April Hickox: Closer to Home
April Hickox, Icarus #2, 1991, gelatin silver print. Collection of the MacLaren Art Centre. Gift of Patrick Hinchey, 1997.
April Hickox: Closer to Home
At first glance it can be difficult to see the relationship between Dorothy Gale, windswept to Oz from dusty Kansas, and Icarus, son of Daedalus, prisoner on Crete. In April Hickox’s series Dorothy and Icarus, both 1991, these characters represent the drive to escape the commonplace and she grounds them within the tapestry of her own life on Ward’s Island and in downtown Toronto. Taken from Roses, Winds and Other Tales, a larger body of work contrasting several cinematic vignettes inspired by Wim Wender’s film Wings of Desire (1987), these two series contrast the impulse for flight against the familiar and affirm our everyday, quotidian experiences.
In Dorothy, scenes from The Wizard of Oz are captured on a vacuum tube television, complete with banding lines and rectilinear distortion, and presented alongside unsentimental views of the artist’s everyday life: dirty dishes on a checkered tablecloth, a photo of a sailor by a cracked window, a highway underpass taken from a moving car. If ever we were surprised by Dorothy’s decision to return to Kansas, in Hickox’s Dorothy Oz and Toronto are present as equivalents—Toronto as dream-like as Oz, and Oz as gritty as Toronto.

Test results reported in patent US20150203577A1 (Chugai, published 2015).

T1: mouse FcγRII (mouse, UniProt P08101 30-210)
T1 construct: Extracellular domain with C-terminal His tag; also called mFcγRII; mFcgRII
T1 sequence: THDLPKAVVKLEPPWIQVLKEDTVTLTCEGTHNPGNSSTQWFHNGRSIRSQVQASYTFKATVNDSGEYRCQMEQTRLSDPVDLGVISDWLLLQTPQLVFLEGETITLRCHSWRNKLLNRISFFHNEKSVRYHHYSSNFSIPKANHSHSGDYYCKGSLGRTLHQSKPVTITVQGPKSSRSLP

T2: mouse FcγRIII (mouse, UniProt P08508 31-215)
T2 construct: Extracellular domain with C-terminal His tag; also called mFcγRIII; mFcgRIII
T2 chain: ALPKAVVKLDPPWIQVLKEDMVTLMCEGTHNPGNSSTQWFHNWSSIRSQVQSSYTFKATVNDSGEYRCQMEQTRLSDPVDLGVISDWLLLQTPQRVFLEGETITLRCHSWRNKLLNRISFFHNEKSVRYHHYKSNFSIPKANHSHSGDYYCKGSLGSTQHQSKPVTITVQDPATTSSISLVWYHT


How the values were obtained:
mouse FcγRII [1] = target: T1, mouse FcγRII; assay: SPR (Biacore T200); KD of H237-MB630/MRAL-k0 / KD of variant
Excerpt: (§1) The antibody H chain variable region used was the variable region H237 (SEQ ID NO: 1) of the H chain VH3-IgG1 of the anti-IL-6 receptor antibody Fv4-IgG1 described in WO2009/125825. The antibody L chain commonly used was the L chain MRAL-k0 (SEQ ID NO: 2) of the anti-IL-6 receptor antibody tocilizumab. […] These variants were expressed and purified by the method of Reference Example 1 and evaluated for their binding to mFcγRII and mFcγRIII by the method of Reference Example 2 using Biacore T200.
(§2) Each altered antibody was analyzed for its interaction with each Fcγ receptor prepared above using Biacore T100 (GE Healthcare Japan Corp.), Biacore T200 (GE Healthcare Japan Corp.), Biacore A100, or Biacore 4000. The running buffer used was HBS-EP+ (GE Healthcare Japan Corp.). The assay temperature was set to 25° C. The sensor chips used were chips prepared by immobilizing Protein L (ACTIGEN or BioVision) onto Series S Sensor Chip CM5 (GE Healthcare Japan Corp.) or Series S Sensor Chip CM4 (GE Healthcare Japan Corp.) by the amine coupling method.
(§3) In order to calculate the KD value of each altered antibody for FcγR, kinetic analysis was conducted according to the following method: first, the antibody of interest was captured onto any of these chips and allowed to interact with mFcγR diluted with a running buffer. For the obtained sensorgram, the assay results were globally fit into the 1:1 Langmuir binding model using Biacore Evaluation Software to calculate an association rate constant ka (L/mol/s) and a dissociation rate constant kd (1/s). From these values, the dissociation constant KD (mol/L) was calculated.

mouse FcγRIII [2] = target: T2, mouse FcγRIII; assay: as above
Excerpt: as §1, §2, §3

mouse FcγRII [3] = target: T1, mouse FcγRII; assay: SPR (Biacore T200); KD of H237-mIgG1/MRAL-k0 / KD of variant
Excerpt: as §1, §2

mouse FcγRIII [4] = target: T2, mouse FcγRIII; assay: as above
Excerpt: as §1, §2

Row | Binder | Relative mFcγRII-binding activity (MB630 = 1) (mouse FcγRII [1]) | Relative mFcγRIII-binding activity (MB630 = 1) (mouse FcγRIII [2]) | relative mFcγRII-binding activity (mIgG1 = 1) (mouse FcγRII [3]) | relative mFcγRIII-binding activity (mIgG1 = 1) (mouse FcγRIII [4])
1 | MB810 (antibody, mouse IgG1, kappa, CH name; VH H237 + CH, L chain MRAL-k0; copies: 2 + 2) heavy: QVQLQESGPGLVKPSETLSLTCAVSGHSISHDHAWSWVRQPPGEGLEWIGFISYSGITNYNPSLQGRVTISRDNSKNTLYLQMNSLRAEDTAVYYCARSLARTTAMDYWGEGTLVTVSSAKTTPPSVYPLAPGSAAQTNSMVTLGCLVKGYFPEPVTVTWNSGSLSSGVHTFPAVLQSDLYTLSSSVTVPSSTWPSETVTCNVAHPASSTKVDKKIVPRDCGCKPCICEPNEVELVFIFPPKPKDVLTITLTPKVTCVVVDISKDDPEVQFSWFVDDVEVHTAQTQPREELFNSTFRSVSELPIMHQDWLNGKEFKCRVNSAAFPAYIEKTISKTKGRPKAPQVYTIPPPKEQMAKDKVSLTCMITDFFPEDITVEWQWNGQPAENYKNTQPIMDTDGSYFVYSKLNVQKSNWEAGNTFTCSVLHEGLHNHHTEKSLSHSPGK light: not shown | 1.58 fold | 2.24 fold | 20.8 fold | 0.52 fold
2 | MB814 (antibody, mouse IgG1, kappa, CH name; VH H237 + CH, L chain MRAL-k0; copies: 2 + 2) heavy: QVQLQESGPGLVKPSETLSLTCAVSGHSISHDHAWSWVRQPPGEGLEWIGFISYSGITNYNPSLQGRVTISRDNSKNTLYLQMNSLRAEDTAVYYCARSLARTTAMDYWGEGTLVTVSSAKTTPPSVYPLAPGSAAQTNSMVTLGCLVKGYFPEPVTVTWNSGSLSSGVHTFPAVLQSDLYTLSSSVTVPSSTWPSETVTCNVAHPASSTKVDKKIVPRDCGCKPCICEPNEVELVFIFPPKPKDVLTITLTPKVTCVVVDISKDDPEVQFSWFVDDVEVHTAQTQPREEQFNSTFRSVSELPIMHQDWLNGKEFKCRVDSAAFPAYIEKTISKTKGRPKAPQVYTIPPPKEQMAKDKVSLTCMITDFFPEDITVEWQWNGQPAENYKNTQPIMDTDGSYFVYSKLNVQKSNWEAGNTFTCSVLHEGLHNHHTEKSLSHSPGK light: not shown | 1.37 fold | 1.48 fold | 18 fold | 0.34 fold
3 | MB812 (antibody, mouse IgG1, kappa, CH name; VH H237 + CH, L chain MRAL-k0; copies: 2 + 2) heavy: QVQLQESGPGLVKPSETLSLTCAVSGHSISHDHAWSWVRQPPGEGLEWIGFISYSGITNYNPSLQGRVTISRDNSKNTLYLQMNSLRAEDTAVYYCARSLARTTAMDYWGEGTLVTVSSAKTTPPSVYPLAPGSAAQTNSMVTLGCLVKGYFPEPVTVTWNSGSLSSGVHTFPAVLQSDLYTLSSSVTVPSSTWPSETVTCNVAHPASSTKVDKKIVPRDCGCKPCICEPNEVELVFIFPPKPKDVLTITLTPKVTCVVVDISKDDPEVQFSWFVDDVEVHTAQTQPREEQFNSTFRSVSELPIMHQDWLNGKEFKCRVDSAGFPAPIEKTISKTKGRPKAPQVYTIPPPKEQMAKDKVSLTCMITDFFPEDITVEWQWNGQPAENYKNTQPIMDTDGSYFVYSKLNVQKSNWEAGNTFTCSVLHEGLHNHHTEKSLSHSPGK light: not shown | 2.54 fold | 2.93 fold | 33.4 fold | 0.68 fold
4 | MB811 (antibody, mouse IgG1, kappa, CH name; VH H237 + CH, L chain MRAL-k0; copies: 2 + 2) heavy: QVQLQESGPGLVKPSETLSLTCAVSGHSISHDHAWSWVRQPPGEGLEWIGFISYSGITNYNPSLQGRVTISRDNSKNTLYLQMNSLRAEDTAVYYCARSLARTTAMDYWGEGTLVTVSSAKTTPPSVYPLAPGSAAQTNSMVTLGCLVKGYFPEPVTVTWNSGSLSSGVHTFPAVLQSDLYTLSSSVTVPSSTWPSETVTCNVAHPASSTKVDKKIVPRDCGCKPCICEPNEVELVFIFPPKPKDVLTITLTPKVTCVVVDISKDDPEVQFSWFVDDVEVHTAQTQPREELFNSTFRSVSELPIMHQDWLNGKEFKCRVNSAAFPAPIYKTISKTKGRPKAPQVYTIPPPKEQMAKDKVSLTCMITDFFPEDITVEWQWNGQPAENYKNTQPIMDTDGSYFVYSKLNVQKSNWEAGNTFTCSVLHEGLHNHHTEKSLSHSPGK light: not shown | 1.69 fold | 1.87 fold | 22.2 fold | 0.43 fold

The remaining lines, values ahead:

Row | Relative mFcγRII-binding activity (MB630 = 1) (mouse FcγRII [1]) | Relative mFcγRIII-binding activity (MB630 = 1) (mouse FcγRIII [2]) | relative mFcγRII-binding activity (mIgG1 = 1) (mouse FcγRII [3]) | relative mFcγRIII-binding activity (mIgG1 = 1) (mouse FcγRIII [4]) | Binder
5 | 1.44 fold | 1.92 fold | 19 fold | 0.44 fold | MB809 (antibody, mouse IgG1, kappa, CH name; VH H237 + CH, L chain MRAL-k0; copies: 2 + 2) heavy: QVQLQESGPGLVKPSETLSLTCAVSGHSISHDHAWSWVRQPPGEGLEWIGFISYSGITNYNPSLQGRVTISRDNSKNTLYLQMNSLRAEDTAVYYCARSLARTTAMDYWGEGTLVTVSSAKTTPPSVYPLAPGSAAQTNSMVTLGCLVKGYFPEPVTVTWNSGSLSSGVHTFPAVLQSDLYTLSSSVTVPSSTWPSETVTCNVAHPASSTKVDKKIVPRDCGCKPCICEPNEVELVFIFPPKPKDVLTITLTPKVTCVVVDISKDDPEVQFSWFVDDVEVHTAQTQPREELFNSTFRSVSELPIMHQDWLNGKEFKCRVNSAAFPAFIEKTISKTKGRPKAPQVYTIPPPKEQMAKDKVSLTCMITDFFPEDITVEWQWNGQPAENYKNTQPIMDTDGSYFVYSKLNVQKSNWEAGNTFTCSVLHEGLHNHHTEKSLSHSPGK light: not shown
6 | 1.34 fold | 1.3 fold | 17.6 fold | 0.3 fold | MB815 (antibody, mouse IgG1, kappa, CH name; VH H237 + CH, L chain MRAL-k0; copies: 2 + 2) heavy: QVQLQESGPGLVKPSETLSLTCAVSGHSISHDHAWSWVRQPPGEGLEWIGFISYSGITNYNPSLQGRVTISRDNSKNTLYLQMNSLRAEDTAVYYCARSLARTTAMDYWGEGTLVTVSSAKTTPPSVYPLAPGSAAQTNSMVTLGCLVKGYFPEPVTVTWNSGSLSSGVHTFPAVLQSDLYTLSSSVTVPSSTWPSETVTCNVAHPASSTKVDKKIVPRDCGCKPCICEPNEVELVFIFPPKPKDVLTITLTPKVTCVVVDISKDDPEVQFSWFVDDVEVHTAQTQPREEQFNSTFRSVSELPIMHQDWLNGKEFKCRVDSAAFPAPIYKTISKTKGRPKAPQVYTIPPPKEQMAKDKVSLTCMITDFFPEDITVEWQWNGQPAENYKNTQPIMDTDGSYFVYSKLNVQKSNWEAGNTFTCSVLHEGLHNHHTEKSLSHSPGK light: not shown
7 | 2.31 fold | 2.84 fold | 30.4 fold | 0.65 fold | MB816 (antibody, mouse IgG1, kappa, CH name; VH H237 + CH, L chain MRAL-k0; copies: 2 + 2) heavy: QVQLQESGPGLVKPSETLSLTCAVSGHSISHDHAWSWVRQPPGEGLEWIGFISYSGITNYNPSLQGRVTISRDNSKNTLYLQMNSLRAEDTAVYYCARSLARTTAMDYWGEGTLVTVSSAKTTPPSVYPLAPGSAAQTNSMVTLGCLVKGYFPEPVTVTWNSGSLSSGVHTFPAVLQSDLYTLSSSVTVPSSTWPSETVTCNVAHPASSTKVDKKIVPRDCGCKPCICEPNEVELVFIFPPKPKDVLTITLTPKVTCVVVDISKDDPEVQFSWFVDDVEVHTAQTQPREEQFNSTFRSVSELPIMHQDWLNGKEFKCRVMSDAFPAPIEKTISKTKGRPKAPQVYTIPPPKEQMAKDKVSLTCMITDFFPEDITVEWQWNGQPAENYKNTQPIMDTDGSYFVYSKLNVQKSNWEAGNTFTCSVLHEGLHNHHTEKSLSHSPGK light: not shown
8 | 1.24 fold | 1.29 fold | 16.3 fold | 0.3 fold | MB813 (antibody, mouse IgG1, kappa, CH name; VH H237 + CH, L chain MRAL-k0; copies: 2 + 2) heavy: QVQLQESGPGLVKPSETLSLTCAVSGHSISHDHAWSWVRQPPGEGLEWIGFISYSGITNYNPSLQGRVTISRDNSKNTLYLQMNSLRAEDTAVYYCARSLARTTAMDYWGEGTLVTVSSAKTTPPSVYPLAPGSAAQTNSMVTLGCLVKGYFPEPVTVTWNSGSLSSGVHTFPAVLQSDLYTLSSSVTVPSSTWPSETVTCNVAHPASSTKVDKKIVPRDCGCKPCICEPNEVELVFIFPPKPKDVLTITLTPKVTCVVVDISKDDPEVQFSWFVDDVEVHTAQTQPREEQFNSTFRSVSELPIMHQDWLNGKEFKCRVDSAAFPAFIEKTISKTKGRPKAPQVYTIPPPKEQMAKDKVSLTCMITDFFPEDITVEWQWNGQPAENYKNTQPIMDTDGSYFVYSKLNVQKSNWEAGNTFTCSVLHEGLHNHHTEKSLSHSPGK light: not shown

April Hickox’s presentation of Icarus is emphatically local as well. The Icarus presented in the second photograph of the series is Anthony van Dyck’s Daedalus and Icarus from the permanent collection of the Art Gallery of Ontario. The final image in the series calls to mind the rowboats that dot the shorelines of Ward’s Island suggesting that it could be there, and not the Mediterranean Sea, that Icarus fell. If Dorothy is about the inadequacies of escapism, then Icarus is about its dangers.
In Wings of Desire, there is a reordering of the chromatic hierarchy of The Wizard of Oz, with the angels viewing the world in black-and-white and humans seeing it in rich, full colour. The angel Damiel, longing for the simple pleasures of a mortal life, muses: “Now, I don’t have to beget a child or plant a tree but it would be rather nice to come home after a long day to feed the cat, like Philip Marlowe. To have a fever, and blackened fingers from the newspaper.” In her writing about Roses, Winds and Other Stories, Hickox notes that she was giving glimpses into “passing moments, periods of change, confusion and growth.” In Wings of Desire, the outsider angels long for the ordinary; insider Hickox celebrates the same in Dorothy and Icarus, recognizing the magical in the mundane and challenging the escapist tendencies of her two prodigal protagonists.
April Hickox is a lens-based artist, teacher and independent curator. Her work encompasses photography, film, video and installation works. She was the founding director of Gallery 44 Centre for Contemporary Photography, and a founding member of Tenth Muse Studio and Artscape. Recent exhibitions include those at the Winnipeg Art Gallery, Tom Thompson Memorial Art Gallery and the Canadian Museum of Contemporary Photography. Her work is in the permanent collections of numerous public institutions, including the MacLaren Art Centre. She is an Associate Professor of Photography at OCADU in Toronto and is represented by Katzman Contemporary.